This was, originally, going to be a short post in support of a trans woman who posted on Facebook about how she’d come in for some stick from one of her “friends” recently.
Was going to be…but if you read thru, you’ll see that it poses some other awkward questions as well.
First, the abuse. Out in the supermarket, this individual was approached by another woman, who proceeded to say what low self esteem she must have to “do all that” (meaning transition) to her body.
Huh? Much envy (or other issues!). I posted back to say that maybe she used to have self-esteem issues, but maybe rather fewer now. I know: I speak from experience. As friends constantly remark: I am now a more confident, outgoing, extrovert sort of person than i was all of two years ago.
Or as someone said yesterday, there’s an obvious joy to how i am nowadays. I love the post-transition me: love the experience, love the discovery.
Not always: there are still dark moments, mostly late at night, when i am overwhelmed with grief by the unfairness of it all. How wonderful that i can transition now. How lovely. Yet how unfair that i am only doing so now: that i will never have been a young woman. Worse, that i wasn’t born to a life that should have been.
Enough. Just thinking it makes me sad.
And inbetween times, the general sense is positive.
Not only: but it is now “official”.
Many years back i took the Myers Briggs Personality Type Indicator (MBTI). Ignore the jargon: its one of those tool things that your employers will subject you to from time to time to identify your strengths (and weaknesses) and therefore where and how you need training. The result. I came out as INFP (that’s introvert, intuitive, emotions-based and fairly unscheduled in how i approach the daily grind). There are 16 types and…not many INFP’s. Just 3 out of 200 tested in my workplace.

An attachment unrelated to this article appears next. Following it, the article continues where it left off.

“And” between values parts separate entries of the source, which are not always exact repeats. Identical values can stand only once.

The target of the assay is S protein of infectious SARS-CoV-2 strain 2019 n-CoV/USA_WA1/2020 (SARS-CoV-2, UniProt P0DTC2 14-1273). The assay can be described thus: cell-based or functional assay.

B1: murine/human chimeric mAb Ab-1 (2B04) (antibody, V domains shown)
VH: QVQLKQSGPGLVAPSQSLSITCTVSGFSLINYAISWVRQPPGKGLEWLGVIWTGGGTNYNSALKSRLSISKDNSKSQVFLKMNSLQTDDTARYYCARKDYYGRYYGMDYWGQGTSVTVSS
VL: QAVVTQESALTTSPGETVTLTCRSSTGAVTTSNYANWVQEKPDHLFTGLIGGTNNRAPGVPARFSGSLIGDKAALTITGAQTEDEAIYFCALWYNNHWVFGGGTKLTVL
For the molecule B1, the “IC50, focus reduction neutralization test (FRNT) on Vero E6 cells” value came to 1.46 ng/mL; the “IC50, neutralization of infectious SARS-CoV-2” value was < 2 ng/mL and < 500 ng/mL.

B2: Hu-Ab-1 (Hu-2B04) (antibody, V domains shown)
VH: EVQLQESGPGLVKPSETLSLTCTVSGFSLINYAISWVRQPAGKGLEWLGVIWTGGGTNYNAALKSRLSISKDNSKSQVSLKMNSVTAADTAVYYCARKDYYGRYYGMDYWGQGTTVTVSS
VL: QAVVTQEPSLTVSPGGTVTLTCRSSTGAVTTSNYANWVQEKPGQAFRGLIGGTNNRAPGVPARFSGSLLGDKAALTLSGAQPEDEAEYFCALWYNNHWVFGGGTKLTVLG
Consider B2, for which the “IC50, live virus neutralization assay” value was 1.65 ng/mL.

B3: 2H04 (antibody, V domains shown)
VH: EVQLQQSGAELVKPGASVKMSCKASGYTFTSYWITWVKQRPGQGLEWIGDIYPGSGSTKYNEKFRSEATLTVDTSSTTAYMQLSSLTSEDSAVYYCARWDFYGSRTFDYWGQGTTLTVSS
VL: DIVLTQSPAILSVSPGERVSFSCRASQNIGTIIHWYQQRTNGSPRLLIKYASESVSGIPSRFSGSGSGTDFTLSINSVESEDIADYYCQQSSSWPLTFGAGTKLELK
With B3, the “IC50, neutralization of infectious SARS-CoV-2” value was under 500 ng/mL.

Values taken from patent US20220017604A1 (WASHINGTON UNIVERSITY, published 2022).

It tends also to be more regularly associated with being female than male.
What else? The INFP is a shy, dreamy sort of person. “Usually talented writers”, they have a sense of wonder and tend to see life through rose-tinted glasses. Oft to be found working as Writers, Counselors, Teachers or Psychologists. The profile label is something like “Idealist”
Anyhow, i first took the test 20 years ago and have done so at intervals since. Never once have i strayed from coming up as INFP. Until the weekend, when i took it once more and bingo! ENFP. The same. Except the I (introvert) rating has swapped for E (extrovert). And not
The profile is not dissimilar. Think INFP – only with a tendency to communicate a lot more and enjoying interactions: one profile page gives us as “charming, ingenuous, risk-taking, sensitive, people-oriented individuals”.
There’s still the tendency to be found in roles helping others, but with an extrovert twist: TV presenters now feature, as well as actresses.
All good stuff. All going toward supporting my basic thesis – that if gender was your issue, transition is likely to do you nothing but good. In my own case, it took me from the sidelines, where i always felt somewhat frustrated by what was going on around me – and dumped me into the middle of things.
Have i changed? Dunno. It may be that i was always a covert ENGP – and the introversion was just performance, to disguise my confusion at the world around.
And there is where i would have left it, were it not for a slightly contrary note that i write about below.